Few strikes in American labor history are as important, impactful and gripping as the 1913 Paterson silk strike.
The heroic six-month strike was the longest in a city whose 125-year history of labor activism is matched perhaps only in the coalmines of Pennsylvania and West Virginia. The 1913 strike marked an unprecedented alliance of skilled silk weavers and unskilled dyers helpers, of equally radical Italian and Jewish immigrants, of men and women casting aside traditional gender roles to battle intransigent mill owners and a city council and police force that ignored constitutional guarantees of freedom of speech and assembly. It marked the high water mark of the IWW’s challenge to the AFL for leadership of the American labor movement. It brought together a “Who’s Who” of the American Left from Big Bill Haywood and Elizabeth Gurley Flynn to John Reed, Carlo Tresca and Margaret Sanger, and it played out on a national stage in the heyday of the New York City newspaper wars.
Now leading historians and filmmakers have teamed up to make the first full-length documentary on the Paterson strike – a fast-paced drama that will be told primarily through the words and remembrances of key participants, through contemporary newspaper accounts, music and art, supplemented by the insights of leading historians. It is a character-driven drama that focuses not only on the lives of the IWW leaders and the police chief and mill owners they battled, but also on young women like Hannah Silverman and Carrie Golzio who led the fight on the picket lines and the Bottos, who were blackballed from the industry for allowing their home to be used as a strike headquarters.
Producer and Director Dena Seidel is an Emmy-awarding winning film maker who heads the Rutgers Film Bureau, has seven relatives who took part in the 1913 strike; her 2011 documentary, Atlantic Crossing, won 10 international film festival awards. Co-Director and Cinematographer Peter Schnall of Partisan Pictures is best-known for such historical reenactments as The Revolution, King Arthur and The French Revolution. Film Editor Pascal Akesson’s credits include Women, War and Peace for PBS and last year’s feature documentary The Blood in This Town.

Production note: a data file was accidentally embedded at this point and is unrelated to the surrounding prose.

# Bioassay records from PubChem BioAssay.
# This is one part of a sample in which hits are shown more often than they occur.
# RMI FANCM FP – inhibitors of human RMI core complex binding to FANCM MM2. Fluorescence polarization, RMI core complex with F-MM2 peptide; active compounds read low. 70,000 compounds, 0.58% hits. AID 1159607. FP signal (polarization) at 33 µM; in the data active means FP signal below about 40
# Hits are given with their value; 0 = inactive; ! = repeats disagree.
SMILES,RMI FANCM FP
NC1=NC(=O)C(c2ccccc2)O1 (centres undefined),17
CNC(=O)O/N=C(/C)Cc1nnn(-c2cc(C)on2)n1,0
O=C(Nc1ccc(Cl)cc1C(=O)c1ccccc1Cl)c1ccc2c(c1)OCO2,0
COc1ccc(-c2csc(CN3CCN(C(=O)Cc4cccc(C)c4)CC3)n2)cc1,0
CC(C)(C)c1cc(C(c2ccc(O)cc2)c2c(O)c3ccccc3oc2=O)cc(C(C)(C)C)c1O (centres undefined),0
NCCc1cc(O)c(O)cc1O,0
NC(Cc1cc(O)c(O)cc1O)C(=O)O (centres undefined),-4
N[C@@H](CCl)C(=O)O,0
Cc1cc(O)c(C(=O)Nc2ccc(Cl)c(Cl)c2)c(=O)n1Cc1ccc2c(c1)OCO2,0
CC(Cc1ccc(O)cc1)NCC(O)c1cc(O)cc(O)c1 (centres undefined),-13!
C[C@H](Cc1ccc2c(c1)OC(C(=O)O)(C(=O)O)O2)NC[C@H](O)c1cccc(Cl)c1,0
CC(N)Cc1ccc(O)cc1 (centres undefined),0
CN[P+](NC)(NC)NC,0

Executive Producer and Writer Mark J. Magyar teaches labor history at Rutgers University. The son of a steelworker, Mark Magyar developed the documentary for the Roebling Museum. His team of seven humanities scholars is headed by Steve Golin, author of “The Fragile Bridge: 1913 Paterson Silk Strike,” and Nunzio Pernicone, author of “Carlo Tresca: Portrait of a Rebel.”
In addition to the Rutgers Center for Digital Film-Making, our partners include the Paterson Great Falls National Historic Park, which plans to use a shorter version of the documentary for a visitors center film; the American Labor Museum/Botto House, where we are doing some of our filming; and the WNET/WLIW/WNJTV public television stations.
War in Paterson consists of 2 documentary films aimed at a broad audience, along with additional web video and a teachers’ guide with DVD intended for classroom use:
- 57-minute documentary suitable to PBS or other TV broadcast and for film festival submission. Film to premiere during fall of 2013 in Paterson, New Jersey, in conjunction with the 100th anniversary commemoration of the 1913 silk strike.
- 20-minute museum version of documentary to be used by the Paterson Museum and the American Labor Museum/Botto House in Haledon, and to be used eventually by the National Park Service as the introductory film at the Paterson Great Falls National Historic Park visitors center
- A shorter 5-minute web video for use on high-visibility university websites and social media, PBS Learning Media, and the Paterson National Park website.
- An educational booklet/teacher’s guide to accompany the three DVD versions written by Professors Mark Magyar and Steve Golin to be distributed through the American Labor Studies Association, New Jersey Education Association Social Studies Group, teachinghistory.org, Paterson School District, NJ History LIstServ, websites and social media.
The dramatic events of the Paterson silk strike are certain to captivate a television audience. Our creative approach, driven by first person testimonies and compelling reenactments, will ensure that viewers identify and understand the circumstances and motivations of the factory workers who organized the strike. The economic disruptions of today – plant closings, layoffs, wage cuts and foreclosures – echo the challenges faced by workers a century ago at the height of the Industrial Revolution, when the rise of national corporations, the factory system and new machinery eroded the bargaining power of workers. The Paterson strike was a pivotal moment in U.S. history – the best and last chance of radical labor leaders to bring the American labor movement into line with the socialist bent of European unions and their labor parties. After Paterson, the U.S. labor movement would be defined by the AFL’s emphasis on getting “more” for unionized workers within the existing free-market system, rather than the IWW’s revolutionary goal of developing “one big union” to challenge the existing system.
With beautifully shot reenactments by Emmy winning cinematographer Peter Schnall interwoven with historic photos and newspaper headlines, our television story will bring to life the passion of the thousands of workers who made the Paterson Silk Strike such a pivotal event in American history.
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